Who was the first person to describe this species in scientific terms and give it a binomial (two-part) scientific name? Has the name been changed since, and if so by whom and why? And what does that scientific name - often derived from Latin or ancient Greek - actually mean? These and many more questions about uses, whether in cooking, medecine, dyeing (or in the case of poisonous mushrooms dying!) etc are now answered on our fungi pages. (We welcome pictures as potential contributions or as requests for identification... but if we are unsure we will always say so - that's a promise.)

April 2013: World-class Wildlife Sites

A major new section with maps, travel details, accommodation guides and species lists for some of the finest places in Britain, mainland Europe, North America and South America. Written by people with extenisive knowledge of the sites, their wildlife, wildflowers, fungi and other ecological features. Take a look...

March 2013: Major Updates

Our Burren (Ireland) and Gargano (Italy) pages now include details and links to identification pages for the wild orchids that can be seen in each of these outstanding limestone habitats.

During the long cold winter we have been busy improving the taxonimic history and etymology information on our fungi pages. Several new species such as Sarcoscypha austriaca (macroscopically indistinguishable from Sarcoscypha coccinea) have been added. The Waxcaps and Woodwaxes (Hygrophoraceae) now have much more detail including microscopy of spores, gill trama and other characters for several species.

October 2012: Rare fungi From the Forests of France

This month's foray in central France produced some wonderful finds, including the beautiful Violet Webcap, Cortinarius violaceus, and a bolete that we had never been able to find in the UK: Suillelus satanas, the Devil's Bolete. As a result our pages for these iconic species are enhanced by new pictures and microphotographs of spores.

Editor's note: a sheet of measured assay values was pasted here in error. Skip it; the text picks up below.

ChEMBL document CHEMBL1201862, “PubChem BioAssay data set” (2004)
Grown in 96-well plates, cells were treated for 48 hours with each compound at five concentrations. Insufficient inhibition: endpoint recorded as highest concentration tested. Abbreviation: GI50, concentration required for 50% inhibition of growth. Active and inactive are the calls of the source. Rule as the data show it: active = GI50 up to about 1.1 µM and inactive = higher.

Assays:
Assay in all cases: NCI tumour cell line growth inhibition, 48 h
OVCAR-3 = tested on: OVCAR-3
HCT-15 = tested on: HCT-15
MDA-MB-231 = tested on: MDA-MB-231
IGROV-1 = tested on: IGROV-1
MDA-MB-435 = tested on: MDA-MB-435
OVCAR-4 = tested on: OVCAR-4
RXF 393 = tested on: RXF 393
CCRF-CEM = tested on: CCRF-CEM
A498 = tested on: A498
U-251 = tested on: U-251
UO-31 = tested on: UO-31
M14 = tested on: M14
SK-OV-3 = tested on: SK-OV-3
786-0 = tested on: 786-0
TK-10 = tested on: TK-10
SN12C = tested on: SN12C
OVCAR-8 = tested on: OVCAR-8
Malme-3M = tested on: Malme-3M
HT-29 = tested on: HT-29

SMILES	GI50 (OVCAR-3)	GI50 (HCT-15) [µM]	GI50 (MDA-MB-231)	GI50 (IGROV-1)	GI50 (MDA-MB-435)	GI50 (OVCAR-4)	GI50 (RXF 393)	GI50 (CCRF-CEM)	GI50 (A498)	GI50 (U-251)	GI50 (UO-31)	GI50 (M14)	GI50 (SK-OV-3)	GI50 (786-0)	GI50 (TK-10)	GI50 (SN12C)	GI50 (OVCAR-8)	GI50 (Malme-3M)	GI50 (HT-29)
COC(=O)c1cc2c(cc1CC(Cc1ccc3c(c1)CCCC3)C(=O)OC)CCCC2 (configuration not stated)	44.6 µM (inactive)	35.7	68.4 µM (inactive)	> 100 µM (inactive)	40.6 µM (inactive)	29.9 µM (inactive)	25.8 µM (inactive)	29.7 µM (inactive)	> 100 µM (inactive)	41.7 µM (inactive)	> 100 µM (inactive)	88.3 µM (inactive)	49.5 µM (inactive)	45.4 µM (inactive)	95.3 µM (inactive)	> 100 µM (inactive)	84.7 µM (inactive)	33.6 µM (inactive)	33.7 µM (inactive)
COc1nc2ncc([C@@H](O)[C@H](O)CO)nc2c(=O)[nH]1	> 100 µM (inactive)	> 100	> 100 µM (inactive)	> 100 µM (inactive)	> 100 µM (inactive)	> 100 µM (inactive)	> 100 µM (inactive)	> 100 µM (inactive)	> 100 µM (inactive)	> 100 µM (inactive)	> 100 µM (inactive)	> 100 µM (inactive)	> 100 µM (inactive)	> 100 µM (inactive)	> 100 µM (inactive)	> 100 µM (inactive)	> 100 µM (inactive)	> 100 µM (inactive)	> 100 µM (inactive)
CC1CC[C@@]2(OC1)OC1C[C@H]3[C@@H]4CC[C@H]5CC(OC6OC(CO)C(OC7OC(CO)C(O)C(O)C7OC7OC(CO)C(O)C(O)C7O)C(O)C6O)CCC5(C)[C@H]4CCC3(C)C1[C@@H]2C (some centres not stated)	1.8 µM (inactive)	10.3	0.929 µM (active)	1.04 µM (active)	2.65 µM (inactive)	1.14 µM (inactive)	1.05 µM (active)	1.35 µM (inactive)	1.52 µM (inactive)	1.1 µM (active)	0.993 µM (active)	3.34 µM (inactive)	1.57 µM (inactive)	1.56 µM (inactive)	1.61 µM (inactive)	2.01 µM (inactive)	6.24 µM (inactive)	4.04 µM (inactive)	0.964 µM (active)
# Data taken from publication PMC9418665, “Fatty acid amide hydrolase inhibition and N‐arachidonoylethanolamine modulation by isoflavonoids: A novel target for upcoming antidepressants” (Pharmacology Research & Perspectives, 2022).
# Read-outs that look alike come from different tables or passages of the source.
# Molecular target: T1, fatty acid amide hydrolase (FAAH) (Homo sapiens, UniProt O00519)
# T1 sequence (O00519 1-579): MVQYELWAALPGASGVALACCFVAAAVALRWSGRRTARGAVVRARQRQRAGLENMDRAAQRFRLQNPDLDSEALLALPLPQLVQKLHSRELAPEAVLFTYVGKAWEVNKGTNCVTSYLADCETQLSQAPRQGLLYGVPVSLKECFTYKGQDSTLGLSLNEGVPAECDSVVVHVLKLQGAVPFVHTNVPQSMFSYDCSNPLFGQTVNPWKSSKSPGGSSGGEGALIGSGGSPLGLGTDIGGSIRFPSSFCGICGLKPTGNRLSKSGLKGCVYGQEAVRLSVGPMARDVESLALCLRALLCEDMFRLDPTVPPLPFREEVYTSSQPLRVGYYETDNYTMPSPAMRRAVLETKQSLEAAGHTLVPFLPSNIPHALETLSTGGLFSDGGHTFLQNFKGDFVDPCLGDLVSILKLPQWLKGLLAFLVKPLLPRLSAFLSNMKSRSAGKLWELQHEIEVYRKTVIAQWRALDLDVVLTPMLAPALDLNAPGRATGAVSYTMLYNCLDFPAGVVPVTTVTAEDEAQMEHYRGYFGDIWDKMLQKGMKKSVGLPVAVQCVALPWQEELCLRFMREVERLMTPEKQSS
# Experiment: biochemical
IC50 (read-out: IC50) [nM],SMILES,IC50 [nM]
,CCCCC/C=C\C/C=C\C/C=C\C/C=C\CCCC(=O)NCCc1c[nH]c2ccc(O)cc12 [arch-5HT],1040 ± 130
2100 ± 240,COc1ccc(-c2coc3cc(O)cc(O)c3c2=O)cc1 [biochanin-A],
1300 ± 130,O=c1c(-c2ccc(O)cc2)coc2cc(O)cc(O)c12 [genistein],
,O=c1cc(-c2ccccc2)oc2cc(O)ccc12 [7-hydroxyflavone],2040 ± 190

September 2012: New Server to cope with Increased Traffic

It had to happen. During September the volume of traffic on the First Nature website reached the point where the server simply could not cope. First Nature is now on a much more powerful server, and even with our traffic heading for 3/4 million visits per year (and calling for more than two million page views) the new server takes it all in its stride. We hope that the faster server make www.first-nature.com even more friendly and useful to you.

August 2012: Rare fungi species

The Gypsy, Cortinarius caperatus

This Gypsy is certainly no rover. Cortinarius caperatus in Britain is pretty much confined to northern Scotland, and the place to see it is the Caledonian Forest. This webcap has no web; it has only recently been moved back to Cortinarius after DNA sequencing confirmed the 1838 decision of Elias Magnus Fries to place it in this genus. It seems that 2012 is a good year for this Cortinarius mushroom with a membranous stem ring (other webcaps have a web-like cortina covering their immature gills), which is edible but far too rare to warrant collecting. Full details here...

July 2012: Mycologists and Moths

Although there are books with biographical information about a few of the famous botanists and mycologists of the past, it's hard to find information about many of the pioneers who contributed to the body of knowledge that we have access to today. We have therefore started to produce brief, illustrated (wherever possible) biographies of authorities from the fungi world's past. Common author abbreviations are in our citation and authorities guide and we are progressively linking these to individual biographical pages about Carl Linnaeus, Elias Magnus Fries, Paul Kummer, Mordecai Cubitt Cooke etc.

From being virtually a moth-free zone, First Nature has become a valuable resource for anyone trying to identify moths... by mid July we had forty species online but still several hundred pages yet to be created.

June 2012: Algarve Wildlife

Our new wildlife website dedicated to southern Portugal - www.algarvewildlife.com - has now gone live, with 50 illustrated pages of wildlife habitat and species information plus Natural Parks and other nature sites. Already there is some initial information on Wildlife Walks in the Algarve, and more is due to follow shortly.

May 2012; Insects Update

This month we have made some great additions to two of the Insects sections - Butterflies and Moths (Lepidoptera) and Dragonflies and Damselflies (Odonata).

February 2012: Online Flyfishing School now freely accessible